I have learned that the best way to handle people who think queerness is the worst of the sins is to walk in, hold your head up high, and smile a lot. See, in the fundamentalist world they are taught that being “a homosexual” leads to a life of misery, shame, and sickness. Their world view literally cannot square with a happy queer person. They honestly think that such people should not be able to exist.
An example: One time when I came back to the church (after I came out as gay but before I came out as trans) the Pastor’s wife came up to me and struck up a conversation. We were chatting and cordial and she said “We should go out for coffee sometime, I’d love to talk.” She was expecting me to hedge, to try to avoid, to not want to go out. Instead I said, with a huge smile, “I would absolutely love that! Here is my phone number, my cell, and my email. Send me a message and we’ll set it up.” She never called. I know what she wanted; to take me out to coffee and convince me to “come back to Jesus” (even though I had never left Jesus). What she couldn’t handle was someone who was living in their truth and feeling completely unashamed about it. I’m sure that, to wrestle with the cognitive dissonance she chalked it up to me being so firmly ensconced in my rebellion that I would be unwilling to listen. But even so I trust that the cognitive dissonance was there.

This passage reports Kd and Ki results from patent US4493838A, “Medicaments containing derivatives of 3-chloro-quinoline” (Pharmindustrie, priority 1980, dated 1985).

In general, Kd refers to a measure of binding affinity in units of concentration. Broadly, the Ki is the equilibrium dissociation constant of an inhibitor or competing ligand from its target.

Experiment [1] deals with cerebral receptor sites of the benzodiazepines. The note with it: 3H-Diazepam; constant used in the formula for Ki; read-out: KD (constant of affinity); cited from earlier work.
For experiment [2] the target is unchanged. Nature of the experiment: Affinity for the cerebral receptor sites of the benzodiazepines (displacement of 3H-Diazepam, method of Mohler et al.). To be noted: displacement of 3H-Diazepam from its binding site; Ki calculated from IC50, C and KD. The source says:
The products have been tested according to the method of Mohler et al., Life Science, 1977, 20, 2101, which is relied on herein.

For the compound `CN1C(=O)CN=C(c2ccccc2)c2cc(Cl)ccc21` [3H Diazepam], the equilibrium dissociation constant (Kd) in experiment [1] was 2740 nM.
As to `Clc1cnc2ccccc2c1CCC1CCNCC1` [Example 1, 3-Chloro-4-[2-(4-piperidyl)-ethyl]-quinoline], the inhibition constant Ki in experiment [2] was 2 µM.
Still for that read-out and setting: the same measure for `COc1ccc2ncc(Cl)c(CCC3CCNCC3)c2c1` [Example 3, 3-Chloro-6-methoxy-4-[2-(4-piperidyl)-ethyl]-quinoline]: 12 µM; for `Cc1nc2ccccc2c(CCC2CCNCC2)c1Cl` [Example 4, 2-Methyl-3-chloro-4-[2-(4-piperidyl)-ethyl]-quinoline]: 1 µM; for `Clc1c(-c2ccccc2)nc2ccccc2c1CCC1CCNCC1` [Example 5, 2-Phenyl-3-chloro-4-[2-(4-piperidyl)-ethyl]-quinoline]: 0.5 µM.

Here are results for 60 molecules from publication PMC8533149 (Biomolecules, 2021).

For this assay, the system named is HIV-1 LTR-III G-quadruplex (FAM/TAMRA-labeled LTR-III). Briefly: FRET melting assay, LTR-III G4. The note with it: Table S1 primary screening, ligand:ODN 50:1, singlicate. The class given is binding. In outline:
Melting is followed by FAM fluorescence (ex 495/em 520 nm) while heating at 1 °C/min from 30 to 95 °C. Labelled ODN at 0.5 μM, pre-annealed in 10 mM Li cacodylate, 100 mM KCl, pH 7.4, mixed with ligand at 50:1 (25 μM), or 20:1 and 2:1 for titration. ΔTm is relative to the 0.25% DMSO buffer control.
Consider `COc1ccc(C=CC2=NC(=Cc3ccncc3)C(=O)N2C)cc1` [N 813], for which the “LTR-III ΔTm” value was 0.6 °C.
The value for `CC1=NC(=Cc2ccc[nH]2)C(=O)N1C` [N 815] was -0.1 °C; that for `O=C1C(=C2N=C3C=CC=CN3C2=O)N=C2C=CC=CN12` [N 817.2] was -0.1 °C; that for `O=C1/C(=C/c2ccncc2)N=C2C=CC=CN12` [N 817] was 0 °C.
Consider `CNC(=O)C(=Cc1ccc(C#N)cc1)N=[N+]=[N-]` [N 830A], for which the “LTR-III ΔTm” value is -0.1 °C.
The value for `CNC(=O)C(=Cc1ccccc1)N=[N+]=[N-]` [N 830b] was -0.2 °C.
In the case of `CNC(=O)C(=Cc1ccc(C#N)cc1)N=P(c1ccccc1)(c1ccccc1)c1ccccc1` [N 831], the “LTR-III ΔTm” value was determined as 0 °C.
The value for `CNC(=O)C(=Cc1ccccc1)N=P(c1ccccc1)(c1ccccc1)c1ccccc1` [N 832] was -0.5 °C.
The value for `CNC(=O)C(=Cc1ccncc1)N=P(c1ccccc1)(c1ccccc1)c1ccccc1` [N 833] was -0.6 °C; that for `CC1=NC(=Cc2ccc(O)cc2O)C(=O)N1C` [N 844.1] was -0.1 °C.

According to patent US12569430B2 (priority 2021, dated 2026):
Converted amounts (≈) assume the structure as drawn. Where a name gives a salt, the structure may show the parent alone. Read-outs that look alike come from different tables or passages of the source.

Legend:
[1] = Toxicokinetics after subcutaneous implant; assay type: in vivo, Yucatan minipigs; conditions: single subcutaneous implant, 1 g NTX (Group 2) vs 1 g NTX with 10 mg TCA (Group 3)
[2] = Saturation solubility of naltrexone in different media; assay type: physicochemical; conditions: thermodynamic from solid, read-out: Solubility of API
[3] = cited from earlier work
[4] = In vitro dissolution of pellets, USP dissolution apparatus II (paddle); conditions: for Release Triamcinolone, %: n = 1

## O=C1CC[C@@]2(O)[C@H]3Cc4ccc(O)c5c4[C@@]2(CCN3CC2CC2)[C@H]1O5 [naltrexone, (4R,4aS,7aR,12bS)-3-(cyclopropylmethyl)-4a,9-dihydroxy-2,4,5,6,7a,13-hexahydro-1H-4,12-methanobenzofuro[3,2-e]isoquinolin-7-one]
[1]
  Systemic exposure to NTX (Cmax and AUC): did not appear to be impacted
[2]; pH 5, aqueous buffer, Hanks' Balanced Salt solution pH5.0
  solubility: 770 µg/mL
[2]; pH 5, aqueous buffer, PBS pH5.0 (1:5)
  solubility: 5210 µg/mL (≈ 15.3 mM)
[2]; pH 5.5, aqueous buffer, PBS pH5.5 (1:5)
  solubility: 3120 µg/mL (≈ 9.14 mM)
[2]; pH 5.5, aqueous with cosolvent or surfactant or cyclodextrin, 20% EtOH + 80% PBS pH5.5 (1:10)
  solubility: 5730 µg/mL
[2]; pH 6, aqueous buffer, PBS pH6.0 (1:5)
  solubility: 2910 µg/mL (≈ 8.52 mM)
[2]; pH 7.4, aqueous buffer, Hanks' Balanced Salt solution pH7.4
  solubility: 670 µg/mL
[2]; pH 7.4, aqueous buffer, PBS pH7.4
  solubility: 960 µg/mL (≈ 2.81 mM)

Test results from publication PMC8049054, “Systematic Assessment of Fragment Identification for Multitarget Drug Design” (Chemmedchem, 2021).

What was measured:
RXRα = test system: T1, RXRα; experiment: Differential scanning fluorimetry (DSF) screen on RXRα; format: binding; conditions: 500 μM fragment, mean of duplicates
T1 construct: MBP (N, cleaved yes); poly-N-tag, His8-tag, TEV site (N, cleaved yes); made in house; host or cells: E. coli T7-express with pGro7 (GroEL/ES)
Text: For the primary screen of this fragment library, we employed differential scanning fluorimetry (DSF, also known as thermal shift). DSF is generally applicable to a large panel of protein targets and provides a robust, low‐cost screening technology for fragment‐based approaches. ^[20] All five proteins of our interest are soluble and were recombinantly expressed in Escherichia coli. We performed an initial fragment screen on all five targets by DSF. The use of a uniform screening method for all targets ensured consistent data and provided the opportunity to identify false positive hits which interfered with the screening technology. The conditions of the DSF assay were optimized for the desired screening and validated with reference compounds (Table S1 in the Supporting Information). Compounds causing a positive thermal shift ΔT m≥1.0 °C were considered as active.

So on this particular Christmas Eve I walk into the church. I smile. I say hello and hug people that I recognize. I chat. They ask me what I am doing and try to hide their looks of shock when I say that I work for a church, that I am doing youth ministry, that I am happy.
One woman, right in front of me, asks my mom “Is it okay that Shannon is back for Christmas?” My mother, to her credit, looks at that woman incredulously and said, “Yes.” That woman then moves on after giving me a hug and a look that is a cross between pity and judgment. I am not hurt by it, more incredulous that it happened.